Status Asthmaticus, Questions

1. When do you use non-invasive positive pressure ventilation (NPPV) in status asthmaticus?

EML Asthma Questions2. Do you start inhaled corticosteroids on asthma patients who are going to be discharged from the ED?

3. When, if ever, do you use ketamine for induction, or for treatment without intubation, in status asthmaticus?

4. When do you use epinephrine in status asthmaticus and when do you avoid it?

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7 Responses to Status Asthmaticus, Questions

  1. John Hipskind says:

    1. When continuous albuterol/atrovent, IV steroids, magnesium and supplemental O2 and IVF fail to improve or when the patient arrives in extremis.
    2. For recurrent trips to our ED for exascerbations.
    3. For induction, my agent of choice. For treatment without consideration of intubation, same as #1 When continuous albuterol/atrovent, IV steroids, magnesium and supplemental O2 and IVF fail to improve or when the patient arrives in extremes).
    4. As a last resort as I do not see it adding anything significant to the treatment if continuous albuterol/atrovent, IV steroids, magnesium, supplemental O2, IVF, NIPPV and ketamine are failing.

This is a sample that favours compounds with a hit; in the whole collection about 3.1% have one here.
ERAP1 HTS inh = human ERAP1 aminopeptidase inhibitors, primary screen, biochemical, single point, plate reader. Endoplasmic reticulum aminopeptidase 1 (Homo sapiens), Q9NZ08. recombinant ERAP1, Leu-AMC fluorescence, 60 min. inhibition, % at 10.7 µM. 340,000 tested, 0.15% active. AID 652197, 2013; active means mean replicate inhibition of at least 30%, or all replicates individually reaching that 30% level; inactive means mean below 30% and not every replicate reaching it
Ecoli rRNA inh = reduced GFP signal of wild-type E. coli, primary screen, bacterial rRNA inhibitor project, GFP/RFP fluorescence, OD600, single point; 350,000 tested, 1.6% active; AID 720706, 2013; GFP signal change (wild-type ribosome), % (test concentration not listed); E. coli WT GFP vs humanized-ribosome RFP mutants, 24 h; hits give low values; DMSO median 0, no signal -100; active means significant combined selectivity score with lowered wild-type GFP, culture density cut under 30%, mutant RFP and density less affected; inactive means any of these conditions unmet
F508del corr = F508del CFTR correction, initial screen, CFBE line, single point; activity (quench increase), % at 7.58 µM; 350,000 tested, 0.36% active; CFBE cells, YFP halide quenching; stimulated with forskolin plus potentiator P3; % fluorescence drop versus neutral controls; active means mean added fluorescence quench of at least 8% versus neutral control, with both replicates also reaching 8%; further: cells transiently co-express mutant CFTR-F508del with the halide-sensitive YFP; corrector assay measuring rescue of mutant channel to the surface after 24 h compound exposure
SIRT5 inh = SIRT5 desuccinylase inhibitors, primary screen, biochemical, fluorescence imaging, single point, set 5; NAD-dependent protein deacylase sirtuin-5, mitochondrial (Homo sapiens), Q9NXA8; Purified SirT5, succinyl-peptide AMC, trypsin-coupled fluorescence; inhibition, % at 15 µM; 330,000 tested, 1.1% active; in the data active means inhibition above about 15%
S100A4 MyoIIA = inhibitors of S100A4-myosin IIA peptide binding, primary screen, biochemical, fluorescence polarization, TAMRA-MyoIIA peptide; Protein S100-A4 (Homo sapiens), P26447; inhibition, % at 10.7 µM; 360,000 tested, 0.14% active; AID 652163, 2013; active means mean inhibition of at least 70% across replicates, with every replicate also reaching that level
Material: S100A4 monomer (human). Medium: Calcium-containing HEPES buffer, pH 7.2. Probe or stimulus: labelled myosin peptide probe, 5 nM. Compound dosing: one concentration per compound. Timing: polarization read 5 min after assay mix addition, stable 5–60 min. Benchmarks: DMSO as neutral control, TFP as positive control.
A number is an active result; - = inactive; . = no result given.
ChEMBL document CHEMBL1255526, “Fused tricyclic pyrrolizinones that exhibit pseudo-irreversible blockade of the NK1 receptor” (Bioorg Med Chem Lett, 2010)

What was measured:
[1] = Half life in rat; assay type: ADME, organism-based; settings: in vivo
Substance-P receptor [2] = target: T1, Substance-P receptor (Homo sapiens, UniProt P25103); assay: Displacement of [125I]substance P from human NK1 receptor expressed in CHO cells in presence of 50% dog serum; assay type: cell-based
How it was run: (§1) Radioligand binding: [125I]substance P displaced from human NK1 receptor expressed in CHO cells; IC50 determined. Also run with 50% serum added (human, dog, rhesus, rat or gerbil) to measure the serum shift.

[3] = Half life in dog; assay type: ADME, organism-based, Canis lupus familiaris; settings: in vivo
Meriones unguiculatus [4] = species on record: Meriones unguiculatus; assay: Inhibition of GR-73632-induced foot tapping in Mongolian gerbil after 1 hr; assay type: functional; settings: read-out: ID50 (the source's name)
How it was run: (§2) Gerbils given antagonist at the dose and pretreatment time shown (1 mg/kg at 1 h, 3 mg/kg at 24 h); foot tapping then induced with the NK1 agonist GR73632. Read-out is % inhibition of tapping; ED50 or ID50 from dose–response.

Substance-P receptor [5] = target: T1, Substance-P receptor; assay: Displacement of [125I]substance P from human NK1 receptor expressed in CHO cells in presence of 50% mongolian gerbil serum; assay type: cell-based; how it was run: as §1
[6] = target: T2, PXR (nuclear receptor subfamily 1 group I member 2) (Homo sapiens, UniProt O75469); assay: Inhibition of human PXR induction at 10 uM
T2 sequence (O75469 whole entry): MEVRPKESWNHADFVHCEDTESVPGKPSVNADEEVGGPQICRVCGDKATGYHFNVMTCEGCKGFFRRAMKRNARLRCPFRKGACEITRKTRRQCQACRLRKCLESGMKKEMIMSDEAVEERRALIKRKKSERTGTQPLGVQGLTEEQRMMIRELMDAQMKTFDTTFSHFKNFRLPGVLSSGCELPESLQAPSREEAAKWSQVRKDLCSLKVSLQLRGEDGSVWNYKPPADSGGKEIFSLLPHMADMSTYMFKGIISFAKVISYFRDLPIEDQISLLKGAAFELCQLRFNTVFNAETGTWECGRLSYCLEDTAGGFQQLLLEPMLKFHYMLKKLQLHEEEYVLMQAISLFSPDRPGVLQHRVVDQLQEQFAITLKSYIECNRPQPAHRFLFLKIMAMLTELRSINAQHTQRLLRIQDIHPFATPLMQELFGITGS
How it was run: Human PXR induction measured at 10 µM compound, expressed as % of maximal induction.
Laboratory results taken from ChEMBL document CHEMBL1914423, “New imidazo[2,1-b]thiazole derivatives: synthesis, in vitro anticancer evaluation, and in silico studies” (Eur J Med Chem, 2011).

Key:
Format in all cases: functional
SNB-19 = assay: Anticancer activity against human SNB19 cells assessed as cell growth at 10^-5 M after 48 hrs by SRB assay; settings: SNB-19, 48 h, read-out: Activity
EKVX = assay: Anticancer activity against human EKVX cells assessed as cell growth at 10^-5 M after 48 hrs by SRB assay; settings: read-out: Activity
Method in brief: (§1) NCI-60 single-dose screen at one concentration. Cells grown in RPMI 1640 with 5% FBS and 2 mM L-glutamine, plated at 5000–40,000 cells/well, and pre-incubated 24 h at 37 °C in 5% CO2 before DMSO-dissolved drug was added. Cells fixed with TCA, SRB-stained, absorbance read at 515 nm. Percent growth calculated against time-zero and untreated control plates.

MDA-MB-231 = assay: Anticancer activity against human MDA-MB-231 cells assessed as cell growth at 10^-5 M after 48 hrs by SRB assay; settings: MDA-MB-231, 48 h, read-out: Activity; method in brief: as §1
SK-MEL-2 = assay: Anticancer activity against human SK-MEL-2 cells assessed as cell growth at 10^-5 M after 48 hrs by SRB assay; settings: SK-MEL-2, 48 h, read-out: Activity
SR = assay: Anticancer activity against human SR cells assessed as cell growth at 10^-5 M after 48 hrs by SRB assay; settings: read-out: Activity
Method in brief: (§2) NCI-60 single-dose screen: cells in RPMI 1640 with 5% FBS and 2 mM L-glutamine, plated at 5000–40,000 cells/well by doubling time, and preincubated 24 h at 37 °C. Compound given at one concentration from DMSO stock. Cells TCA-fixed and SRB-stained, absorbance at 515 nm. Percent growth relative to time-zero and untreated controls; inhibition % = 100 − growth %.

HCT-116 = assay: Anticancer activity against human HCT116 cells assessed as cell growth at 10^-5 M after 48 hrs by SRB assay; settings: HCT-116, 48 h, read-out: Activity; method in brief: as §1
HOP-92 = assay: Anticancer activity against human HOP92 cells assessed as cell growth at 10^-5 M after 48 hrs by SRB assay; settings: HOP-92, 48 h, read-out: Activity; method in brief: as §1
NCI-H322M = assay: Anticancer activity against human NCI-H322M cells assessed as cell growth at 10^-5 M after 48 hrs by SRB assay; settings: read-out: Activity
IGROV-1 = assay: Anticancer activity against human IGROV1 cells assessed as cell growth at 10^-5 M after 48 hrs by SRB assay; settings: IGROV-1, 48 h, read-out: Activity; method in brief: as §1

2. Roberto cosentini says:

    1. Only in the rare patients non-responding to medical treatment, nebulized albuterol + ipratropium + steroids, O2, IV steroids, IV magnesium.
    If NPPV, everything ready for ETI.
    NPPV never in fatigued patients, too late, ETI better option.
    2. Always.
    Simpler than stratifying according to asthma control, since the vast majority of patients come to the ED for uncontrolled asthma
    3. Ketamine for induction
    4. Only in failing patients, not sure useful

  3. moab says:

    1. Don’t do NPPV, their problem is usually getting air out not in, you could worsen their problem, better to not dick around and just intubate by then, if they sound like they’re having secretions can try inhaled racemic epi. Heliox may help for symptoms control.

    • Jacob Baalman says: